Drinking winter well-water (concerns with radon, water quality, and public health)

Op Ed by Scott Fernandez  M.Sc. Biology  chemistry/


There is “no safe level of radon” (USEPA). Our drinking water is now 100% from the Columbia South Shore Well Field (CSSW) that is notorious for its levels of radioactive radon. (Feb.13 Portland Water Bureau begins delivering 100 percent groundwater from the Columbia South Shore Well Field. Portland Water Bureau Blog).

Poor decisions made by upper management of the Portland Water Bureau (PWB) have placed our drinking water and public health of Portland citizens at great risk from radioactive materials. Our drinking water from the CSSW is subject to toxic and carcinogenic chemicals such as radon, pharmaceuticals and heavy metals.

We need our open reservoirs re-activated immediately to preserve public health. The open reservoirs are barriers to contaminants getting into our drinking water distribution system; allowing toxic gases to escape harmlessly and carcinogenic chemicals to be broken down by sunlight.

Without open reservoirs to efficiently remove gases (radon, chloroform) and chemical toxins, our drinking water remains at risk.

Portland is not the green and healthy city we once thought it was. While our current toxic outdoor air crisis has brought attention to a community wide public health wake-up call, we need to address our indoor air as it relates to our drinking water.

Women and children are especially at risk from radioactive materials. Radon and its 12 radioactive decay particles can pass through placenta and into a developing child. Chloroform gas from drinking water also crosses placenta, resulting in concentrations in fetal blood as well as maternal.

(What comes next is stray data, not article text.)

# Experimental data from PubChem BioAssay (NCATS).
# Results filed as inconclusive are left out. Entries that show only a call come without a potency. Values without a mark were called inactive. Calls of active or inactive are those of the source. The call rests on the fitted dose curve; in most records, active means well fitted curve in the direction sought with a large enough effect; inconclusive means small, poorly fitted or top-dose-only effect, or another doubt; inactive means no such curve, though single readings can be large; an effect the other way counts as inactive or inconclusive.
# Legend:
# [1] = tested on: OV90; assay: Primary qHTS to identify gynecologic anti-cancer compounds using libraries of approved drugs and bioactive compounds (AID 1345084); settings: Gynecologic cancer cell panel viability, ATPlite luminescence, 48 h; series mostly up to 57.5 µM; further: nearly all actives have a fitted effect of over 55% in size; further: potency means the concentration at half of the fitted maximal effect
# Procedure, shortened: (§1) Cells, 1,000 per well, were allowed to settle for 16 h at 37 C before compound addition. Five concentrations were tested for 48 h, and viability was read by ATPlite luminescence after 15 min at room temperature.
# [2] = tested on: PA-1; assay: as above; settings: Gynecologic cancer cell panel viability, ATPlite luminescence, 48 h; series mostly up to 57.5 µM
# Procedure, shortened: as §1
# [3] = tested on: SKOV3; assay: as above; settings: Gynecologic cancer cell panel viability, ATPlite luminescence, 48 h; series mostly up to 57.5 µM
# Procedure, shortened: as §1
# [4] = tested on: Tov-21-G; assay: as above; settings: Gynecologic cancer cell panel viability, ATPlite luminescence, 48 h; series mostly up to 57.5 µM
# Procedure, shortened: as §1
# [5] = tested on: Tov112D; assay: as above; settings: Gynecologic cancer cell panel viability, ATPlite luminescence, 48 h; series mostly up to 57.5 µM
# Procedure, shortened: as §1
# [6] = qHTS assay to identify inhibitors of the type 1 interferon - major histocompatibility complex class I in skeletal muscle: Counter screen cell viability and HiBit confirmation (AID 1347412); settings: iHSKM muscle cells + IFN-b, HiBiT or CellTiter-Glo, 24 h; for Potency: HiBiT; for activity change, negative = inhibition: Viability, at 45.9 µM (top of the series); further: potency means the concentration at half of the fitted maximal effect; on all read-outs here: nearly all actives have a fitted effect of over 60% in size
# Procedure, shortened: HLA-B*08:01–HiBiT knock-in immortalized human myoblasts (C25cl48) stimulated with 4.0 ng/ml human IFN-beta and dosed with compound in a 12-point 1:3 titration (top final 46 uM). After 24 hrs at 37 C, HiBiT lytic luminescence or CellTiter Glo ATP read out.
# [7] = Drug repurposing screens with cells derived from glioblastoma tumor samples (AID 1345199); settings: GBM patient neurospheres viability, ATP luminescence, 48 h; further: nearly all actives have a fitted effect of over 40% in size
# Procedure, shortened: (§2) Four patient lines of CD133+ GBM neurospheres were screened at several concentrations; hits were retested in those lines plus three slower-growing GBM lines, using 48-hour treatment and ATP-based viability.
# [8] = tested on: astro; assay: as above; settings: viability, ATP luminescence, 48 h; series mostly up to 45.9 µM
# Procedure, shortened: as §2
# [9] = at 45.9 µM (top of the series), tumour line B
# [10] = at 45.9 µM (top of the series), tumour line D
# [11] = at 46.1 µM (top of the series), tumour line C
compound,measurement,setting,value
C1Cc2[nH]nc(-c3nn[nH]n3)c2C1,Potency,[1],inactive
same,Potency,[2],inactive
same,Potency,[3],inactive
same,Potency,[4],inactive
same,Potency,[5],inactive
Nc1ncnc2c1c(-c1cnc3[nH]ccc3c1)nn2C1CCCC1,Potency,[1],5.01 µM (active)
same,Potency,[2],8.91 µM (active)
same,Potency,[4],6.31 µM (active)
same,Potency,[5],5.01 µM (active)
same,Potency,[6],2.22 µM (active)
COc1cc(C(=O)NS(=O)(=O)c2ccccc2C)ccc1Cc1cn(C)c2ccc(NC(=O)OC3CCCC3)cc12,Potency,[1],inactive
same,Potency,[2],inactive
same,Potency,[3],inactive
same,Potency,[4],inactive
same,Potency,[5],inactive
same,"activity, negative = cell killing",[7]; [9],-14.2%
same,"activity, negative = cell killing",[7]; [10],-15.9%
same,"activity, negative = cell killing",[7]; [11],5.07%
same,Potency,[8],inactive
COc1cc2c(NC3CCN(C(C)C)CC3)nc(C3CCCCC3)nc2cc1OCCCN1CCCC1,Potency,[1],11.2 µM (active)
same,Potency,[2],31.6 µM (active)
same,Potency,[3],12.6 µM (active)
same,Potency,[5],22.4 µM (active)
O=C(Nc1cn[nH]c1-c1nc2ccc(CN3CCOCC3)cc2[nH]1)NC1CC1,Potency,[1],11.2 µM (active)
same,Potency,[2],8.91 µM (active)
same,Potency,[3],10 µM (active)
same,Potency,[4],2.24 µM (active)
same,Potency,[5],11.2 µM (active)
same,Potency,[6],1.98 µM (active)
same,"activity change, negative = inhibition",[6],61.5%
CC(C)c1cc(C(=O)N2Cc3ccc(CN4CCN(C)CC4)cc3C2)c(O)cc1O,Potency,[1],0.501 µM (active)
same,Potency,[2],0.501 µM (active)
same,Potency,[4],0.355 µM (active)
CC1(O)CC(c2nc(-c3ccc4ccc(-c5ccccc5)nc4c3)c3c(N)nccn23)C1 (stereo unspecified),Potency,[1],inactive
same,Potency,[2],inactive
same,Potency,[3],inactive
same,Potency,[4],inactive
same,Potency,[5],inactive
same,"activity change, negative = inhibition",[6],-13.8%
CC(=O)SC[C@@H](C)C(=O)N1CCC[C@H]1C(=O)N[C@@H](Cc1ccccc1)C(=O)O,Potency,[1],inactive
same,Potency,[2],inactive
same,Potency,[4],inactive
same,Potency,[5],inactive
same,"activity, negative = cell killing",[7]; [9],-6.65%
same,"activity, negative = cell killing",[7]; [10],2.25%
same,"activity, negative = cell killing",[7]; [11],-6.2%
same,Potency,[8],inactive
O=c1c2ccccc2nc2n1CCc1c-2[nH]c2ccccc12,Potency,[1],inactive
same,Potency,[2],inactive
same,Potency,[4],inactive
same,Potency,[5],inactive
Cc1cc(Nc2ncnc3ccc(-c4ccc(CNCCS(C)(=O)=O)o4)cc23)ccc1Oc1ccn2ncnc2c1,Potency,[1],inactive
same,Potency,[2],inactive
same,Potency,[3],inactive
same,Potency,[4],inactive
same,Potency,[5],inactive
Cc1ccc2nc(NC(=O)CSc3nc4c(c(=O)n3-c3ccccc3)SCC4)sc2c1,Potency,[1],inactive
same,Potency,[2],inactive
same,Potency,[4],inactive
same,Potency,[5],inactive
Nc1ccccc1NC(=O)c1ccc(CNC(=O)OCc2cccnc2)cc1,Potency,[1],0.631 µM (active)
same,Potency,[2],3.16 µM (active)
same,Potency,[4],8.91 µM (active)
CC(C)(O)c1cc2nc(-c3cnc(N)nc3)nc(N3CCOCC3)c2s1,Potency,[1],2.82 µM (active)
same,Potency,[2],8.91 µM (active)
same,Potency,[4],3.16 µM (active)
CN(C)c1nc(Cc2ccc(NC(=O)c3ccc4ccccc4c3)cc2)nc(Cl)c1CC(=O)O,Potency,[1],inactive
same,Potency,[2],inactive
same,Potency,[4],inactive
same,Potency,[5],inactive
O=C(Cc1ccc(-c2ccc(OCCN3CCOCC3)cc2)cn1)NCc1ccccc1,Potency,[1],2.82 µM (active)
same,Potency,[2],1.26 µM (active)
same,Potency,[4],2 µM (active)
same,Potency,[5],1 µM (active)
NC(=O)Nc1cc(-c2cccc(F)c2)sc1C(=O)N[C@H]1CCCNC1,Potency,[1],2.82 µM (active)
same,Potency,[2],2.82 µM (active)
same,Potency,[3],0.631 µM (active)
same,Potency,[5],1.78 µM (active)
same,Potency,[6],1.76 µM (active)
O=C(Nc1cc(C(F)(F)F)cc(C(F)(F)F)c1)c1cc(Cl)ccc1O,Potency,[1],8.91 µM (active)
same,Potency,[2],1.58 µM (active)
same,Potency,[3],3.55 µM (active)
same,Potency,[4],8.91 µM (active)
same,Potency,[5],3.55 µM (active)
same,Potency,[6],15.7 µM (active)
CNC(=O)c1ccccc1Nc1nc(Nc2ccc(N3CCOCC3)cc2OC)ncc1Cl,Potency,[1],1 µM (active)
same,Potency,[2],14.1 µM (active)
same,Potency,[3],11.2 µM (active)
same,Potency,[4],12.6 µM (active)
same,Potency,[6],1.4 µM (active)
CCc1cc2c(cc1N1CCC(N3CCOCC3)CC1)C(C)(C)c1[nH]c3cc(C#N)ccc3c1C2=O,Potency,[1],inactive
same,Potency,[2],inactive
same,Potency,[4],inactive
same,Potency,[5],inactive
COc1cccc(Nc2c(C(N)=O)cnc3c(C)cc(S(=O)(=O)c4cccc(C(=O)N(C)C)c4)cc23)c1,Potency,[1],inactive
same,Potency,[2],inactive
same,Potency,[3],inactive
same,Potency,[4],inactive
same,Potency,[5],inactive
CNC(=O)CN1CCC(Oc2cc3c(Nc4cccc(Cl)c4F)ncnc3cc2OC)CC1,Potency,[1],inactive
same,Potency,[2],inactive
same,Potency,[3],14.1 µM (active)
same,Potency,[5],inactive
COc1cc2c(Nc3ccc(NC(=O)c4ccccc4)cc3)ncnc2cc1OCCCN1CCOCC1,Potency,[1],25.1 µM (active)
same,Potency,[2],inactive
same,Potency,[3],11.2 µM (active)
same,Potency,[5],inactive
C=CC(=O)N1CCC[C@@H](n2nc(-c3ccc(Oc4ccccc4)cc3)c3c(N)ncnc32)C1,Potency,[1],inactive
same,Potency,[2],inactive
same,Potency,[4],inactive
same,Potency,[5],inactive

Toxic and carcinogenic chemical exposure levels established for safe drinking water are based on adult standards (USEPA). Children are not smaller adults and therefore the chemical risk is much higher. Children have a higher metabolism and increased cell activity.

Radon decays into radioactive components, such as Lead with a 22 year half-life. A toxic substance that can affect people of any age lead is especially harmful to children and pregnant women. It accumulates in the body, so even small amounts can pose an increasing health hazard over time.

Radon exposures at 4 picocuries from drinking water, showers, washing machine, and toilets throughout your home, generates 2 million radioactive particle decays per minute in 1000 sq. ft..(USGS)

Why are we drinking radioactive water? PWB says they found Cryptosporidium in Bull Run water. Portland has not found Cryptosporidium in our water for many years.

All of a sudden, Cryptosporidium appears in January as City of Portland budget season begins and PWB talks about building a treatment plant; a treatment plant that is clearly unnecessary and unneeded. It would cost hundreds of millions of dollars for a public health problem that does not exist.

Built in 1895, Bull Run water system has never had a drinking water public health problem, ever. Cryptosporidium drinking water issues come from catastrophic sewage events that cannot apply to Portland/Bull Run drinking water. We have a pristine water source that has no agricultural, municipal, or industrial sewage exposures.

Poor upper management decisions in the PWB have lead to radioactive exposures in drinking water and indoor air ending up in our homes, schools, businesses, daycare centers, and places of work.

Radon is 7 times heavier than air (USGS) and will initially settle in lower parts of a room. That low air space is the highest health risk for children and pets.

Children have higher respiration rates than adults. Smaller airways and lungs in infants and children have lesser air capacity compared to that of adults. Their normal breaths are not as deep and therefore breathe faster. 30-40 breaths per minute in infants, 20-30 toddlers to 5 years and 12-20 later in life.

Is this what we want for current and future generations, – exposing them to high risk radioactive materials in each inhalation? Radon is a public health problem that exists. Cryptosporidium is not a public health problem in Bull Run drinking water, as proven for over 100 years.

Please call Portland City Council Commissioners and Mayor Wheeler at 503.823.4120 about concerns with radon, water quality, and public health. 

See bullrunwaiver.org.

Drinking winter well-water (concerns with radon, water quality, and public health)

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